Railway enthusiasts will love the collection of historic engines, carriages, and rail equipment. Even if you can't tell your broad gauge locomotive from your rolling stock, you'll still enjoy the sense of nostalgia created by a series of scenic recreations that bring to life the age of steam. Tableaux show a workman hand-crafting a railway carriage, workers loading a ballast wagon, and passengers sitting patiently on a Victorian platform.
The museum holds a vast archive of railway photos, documents, audio recordings, plans, drawings, and magazines related to the GWR. See reconstructed offices, a signal box, a foundry, stores, and workshops. There are interactive displays and hands-on experiences that bring the GWR's heritage to life, and volunteer stewards are on hand to answer questions.
The museum houses a collection of historic locomotives and carriages, some forming part of the National Collection organised by the National Railway Museum.
STEAM is directly beside the popular Swindon Designer Outlet shopping centre and is well signposted from all major roads. If you arrive by car, park in the designer outlet car park. Get your entry ticket validated at the welcome kiosk inside the shopping centre and parking is free. Directly across from the STEAM museum is Heelis, the National Trust's headquarters building.
Most photos are available for licensing, please contact Britain Express image library.
About Steam - Museum of the Great Western Railway
Address: Firefly Avenue, Swindon, Wiltshire, England, SN2 2EY
Attraction Type: Museum
Location: On the B4289
Website: Steam - Museum of the Great Western Railway
OS: SU143 850
Photo Credit: David Ross and Britain Express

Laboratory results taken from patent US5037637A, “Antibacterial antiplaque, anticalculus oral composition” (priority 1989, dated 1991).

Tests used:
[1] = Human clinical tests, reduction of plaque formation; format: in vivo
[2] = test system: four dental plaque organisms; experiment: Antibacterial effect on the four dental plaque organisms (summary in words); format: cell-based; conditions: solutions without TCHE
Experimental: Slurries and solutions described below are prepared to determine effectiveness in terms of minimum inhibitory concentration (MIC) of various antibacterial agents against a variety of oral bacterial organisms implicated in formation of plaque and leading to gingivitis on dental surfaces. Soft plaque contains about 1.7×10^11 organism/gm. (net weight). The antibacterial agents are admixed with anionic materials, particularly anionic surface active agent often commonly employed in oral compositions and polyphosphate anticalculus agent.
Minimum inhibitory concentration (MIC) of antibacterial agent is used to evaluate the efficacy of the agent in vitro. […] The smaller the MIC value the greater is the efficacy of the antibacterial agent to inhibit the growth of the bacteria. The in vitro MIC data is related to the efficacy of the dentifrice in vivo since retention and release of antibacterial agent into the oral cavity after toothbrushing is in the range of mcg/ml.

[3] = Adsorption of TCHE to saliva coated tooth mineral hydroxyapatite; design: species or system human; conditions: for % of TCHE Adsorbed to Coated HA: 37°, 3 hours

NEARBY HISTORIC ATTRACTIONS
Heritage Rated from 1- 5 (low-exceptional) on historic interest
Lydiard House & Park - 2.3 miles (Historic House)
Lydiard Tregoze, St Mary's Church - 2.4 miles (Historic Church)
The Coombes - 5.4 miles (Countryside)
Hinton Parva, St Swithun's Church - 5.6 miles (Historic Church)
Highworth, St Michael's Church - 5.9 miles (Historic Church)
Cricklade, St Sampson's Church - 6 miles (Historic Church)
Shrivenham, St Andrew's Church - 6.6 miles (Historic Church)
Leigh, All Saints Church - 6.8 miles (Historic Church)
Nearest Accommodation to Steam - Museum of the Great Western Railway:
Nearest Self Catering Cottages
Wootton Bassett, Wiltshire
Stay from: £306.00 - 1398.00
Wootton Bassett, Wiltshire
Stay from: £303.00 - 1371.00
Wootton Bassett, Wiltshire
Stay from: £320.00 - 1581.00
More self catering near Steam - Museum of the Great Western Railway >>
Stay from: £65.00
Stay from: £65.00
Royal Wootton Bassett, Wiltshire
Stay from: £50.00
More Hotels near Steam - Museum of the Great Western Railway >>
Nearest Bed and Breakfasts
South Marston, Wiltshire
More bed and breakfasts near Steam - Museum of the Great Western Railway >>